LED professional: Could you give us some background information about Everlight?
Ewing Liu: Robert Yeh founded Everlight in 1983 to manufacture, market and sell LEDs. In 1983 we started with visible LEDs and a year later with IR LEDs, photo couplers and other products. This enabled us to be a complete optoelectronic manufacturer. We have between 5,000 and 6,000 employees worldwide and that makes us one of the largest LED manufacturers in Asia. Mr. Yeh has a background in production and is responsible for a lot of Taiwan’s LED market. For example, Epistar, the largest chip manufacturer in the world, only made 4 element chips at first. When everyone started to shift towards 3 element InGaN chips Epistar didn’t have the capital to buy MOCVD machines. Robert Yeh stepped up and supported Epistar in terms of creating the blue LED business. If that hadn’t happened, the white LED business would be very different, right now. Mr. Yeh was on the Board of Directors of Epistar for quite some time and he’s also the owner of Everlight. In 1990 Everlight was publicly traded on the Taiwan stock exchange. Since Epistar is the largest chip manufacturer in the world and we are one of their largest customers, this enables our capacity to be one of the largest in the industry as well. By the end of November 2014 we were selling 4 billion LEDs per month.
LED professional: Everlight’s main business is packaging. What are the main fields of applications that you supply to and what is the approximate share for each in terms of lighting, medicine, displays and so on?
Ewing Liu: Yes, our main business is packaging and we are vertically integrated with Epistar. 75% of the chips we use come from Epistar. Our largest segment is backlighting at the moment. This includes TVs, laptops, cellphones and even navigation units. That is about 25% of our business. The next largest would be our infrared business – which is about 22% and then lighting comes in at about 13% to 15%. We also do a little bit of automotive and signage. The rest are standard commodity indication type LEDs. In 2014, Everlight was ranked 8th in the world by a market survey and showed the highest growth in the industry across all areas. Most of our growth comes
LED professional: Cost reduction, longer lifetimes and higher efficiencies are always a topic for industry. What are the main packaging trends and challenges?
Ewing Liu: Cost is a given since everyone tries to make bigger profits so the price per component has to go down. Longer lifetimes are not necessarily true any longer for a lot of lighting products. Of course there are different segments in lighting; you have consumer products, professional lighting type products and industrial type products. You may have to maintain a high lifetime for professional and industrial products, but for consumer products reliability is not a main issue anymore. It is all about cost. For example, everyone wanted a minimum of 50,000 hours for a light bulb and this came at a certain cost but people are now dropping down to 15,000 hours, and for some specific cases they only require 8,000 hours. When you allow lifetime to be at a certain level there is a cost advantage. You can use a different type of LED and different type of packaging material. So there is a cost lifetime trade-off depending on the market. I think for large manufacturers with billions of pieces per month, the quality level is on a set path. Unless we drastically change a chip, material or bonds there will not be a big difference in reliability.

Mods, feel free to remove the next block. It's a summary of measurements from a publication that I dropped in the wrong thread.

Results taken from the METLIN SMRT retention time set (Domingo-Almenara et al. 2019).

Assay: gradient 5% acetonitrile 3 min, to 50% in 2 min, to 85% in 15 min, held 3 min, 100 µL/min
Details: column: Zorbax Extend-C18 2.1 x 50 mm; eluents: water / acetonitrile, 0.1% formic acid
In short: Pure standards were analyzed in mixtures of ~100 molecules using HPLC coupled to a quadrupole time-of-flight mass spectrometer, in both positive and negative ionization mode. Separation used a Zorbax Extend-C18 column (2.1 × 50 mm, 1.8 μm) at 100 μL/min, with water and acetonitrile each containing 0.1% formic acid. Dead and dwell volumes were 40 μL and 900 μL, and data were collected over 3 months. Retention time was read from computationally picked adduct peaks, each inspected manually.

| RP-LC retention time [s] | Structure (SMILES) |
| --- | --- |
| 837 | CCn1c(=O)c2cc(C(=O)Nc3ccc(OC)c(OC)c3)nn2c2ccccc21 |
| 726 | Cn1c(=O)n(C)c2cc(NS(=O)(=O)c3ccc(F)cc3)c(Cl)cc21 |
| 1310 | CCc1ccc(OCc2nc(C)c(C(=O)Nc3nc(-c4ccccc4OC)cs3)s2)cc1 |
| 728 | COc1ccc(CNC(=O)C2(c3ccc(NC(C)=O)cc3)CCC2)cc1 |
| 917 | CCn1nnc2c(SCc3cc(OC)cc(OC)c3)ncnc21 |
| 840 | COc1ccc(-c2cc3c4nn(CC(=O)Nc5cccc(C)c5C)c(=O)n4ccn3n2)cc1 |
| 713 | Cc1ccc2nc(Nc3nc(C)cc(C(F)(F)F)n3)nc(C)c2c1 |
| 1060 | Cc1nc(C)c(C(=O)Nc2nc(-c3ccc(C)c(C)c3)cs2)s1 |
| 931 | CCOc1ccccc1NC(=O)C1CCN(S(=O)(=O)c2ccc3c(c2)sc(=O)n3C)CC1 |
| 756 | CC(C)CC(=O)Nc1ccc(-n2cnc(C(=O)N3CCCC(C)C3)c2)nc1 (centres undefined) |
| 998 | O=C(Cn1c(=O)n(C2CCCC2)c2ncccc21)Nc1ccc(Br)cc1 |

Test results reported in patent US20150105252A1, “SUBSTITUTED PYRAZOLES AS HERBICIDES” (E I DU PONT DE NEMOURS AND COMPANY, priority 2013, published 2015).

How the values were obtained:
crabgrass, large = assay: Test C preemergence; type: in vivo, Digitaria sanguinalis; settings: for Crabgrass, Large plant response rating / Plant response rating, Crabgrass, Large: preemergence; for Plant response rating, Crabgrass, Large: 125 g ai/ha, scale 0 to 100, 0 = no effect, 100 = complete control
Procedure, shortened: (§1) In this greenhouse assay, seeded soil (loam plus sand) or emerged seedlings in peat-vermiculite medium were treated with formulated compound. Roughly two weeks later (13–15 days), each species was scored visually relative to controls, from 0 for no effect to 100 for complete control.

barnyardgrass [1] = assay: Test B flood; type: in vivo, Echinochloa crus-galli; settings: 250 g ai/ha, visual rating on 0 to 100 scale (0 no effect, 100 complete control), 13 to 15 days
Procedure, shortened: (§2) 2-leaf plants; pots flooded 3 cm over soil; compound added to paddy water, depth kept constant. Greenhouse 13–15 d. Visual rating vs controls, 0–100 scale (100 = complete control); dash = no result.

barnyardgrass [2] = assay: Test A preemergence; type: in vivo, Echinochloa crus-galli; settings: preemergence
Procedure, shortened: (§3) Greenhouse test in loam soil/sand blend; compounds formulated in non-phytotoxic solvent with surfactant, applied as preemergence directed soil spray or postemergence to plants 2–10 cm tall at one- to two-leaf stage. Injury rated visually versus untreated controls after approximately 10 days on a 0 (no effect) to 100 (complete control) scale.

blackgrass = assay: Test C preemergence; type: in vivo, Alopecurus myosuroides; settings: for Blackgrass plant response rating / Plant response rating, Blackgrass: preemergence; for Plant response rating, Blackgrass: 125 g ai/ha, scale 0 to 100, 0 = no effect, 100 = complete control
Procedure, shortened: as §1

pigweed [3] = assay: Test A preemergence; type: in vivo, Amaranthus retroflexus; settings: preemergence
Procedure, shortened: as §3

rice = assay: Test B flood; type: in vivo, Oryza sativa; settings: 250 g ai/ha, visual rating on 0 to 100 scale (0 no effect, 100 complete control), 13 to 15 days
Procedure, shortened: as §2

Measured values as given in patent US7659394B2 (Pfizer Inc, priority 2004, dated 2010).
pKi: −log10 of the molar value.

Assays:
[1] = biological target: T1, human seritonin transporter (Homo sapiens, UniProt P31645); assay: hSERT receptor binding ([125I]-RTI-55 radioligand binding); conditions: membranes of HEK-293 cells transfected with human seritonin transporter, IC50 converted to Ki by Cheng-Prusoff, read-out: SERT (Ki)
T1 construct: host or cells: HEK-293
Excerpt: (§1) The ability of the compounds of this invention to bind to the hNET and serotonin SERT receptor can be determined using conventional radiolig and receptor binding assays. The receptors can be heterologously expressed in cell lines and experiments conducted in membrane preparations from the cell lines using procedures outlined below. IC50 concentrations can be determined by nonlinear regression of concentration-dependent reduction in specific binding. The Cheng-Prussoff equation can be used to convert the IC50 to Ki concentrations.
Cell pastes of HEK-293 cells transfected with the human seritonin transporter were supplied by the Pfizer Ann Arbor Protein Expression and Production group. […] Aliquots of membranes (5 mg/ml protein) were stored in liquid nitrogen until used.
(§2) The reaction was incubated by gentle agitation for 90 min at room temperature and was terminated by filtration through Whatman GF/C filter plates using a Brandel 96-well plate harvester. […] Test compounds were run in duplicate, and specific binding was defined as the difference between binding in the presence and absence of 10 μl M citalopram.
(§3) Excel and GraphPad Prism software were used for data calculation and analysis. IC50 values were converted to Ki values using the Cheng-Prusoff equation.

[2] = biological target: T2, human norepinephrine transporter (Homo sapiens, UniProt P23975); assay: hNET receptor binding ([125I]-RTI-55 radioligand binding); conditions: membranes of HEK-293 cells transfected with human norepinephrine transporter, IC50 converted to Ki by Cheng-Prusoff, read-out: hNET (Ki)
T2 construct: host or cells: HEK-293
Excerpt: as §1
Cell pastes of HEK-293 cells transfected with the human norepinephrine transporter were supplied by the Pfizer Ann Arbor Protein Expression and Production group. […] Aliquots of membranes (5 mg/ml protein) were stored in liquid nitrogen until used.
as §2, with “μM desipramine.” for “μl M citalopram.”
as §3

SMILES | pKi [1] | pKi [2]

LED professional: There is a trend, also due to cost optimization, to eliminate the package entirely and just put the dye on the substrate, directly on the heat sink. Are you also moving in this direction?
Ewing Liu: In the overall scheme of things Everlight’s focus is still on components but Everlight does have a lighting fixture business. In the USA and Europe it is called Zenaro. In China it is called Everlight Solid State Lighting. So we are headed in that direction. It has to do with survival because at some point there won’t be too much demand for packaging in lighting, with the exception of very low-cost products. It takes huge capital investment to be able to do chip on heat sink or chip on substrate and no one has the capacity to do it on a large scale as yet. It might not even make sense in terms of the investment into facilities and labor.
Christopher Keusch: We have developed all the packaging technology at Everlight and this is still our focus, but we have discontinued the so-called ‘old packages’ with high thermal impedance or high thermal resistance because they didn’t provide the required efficiency. Therefore, all of the LED packages currently provided have an internal heat slug that allows the chip heat to be transferred directly to the heat sink. A metal piece located right underneath the chip allows the chip to dissipate heat directly to the heat sink. In earlier designs, heat had to travel all the way through the heat frame and this has been eliminated. We can achieve 30% to 40% better thermal resistance with this design.
LED professional: How do you decide whether to have a separate or integrated heat slug with the cathode? What are the pros and cons and are they application specific?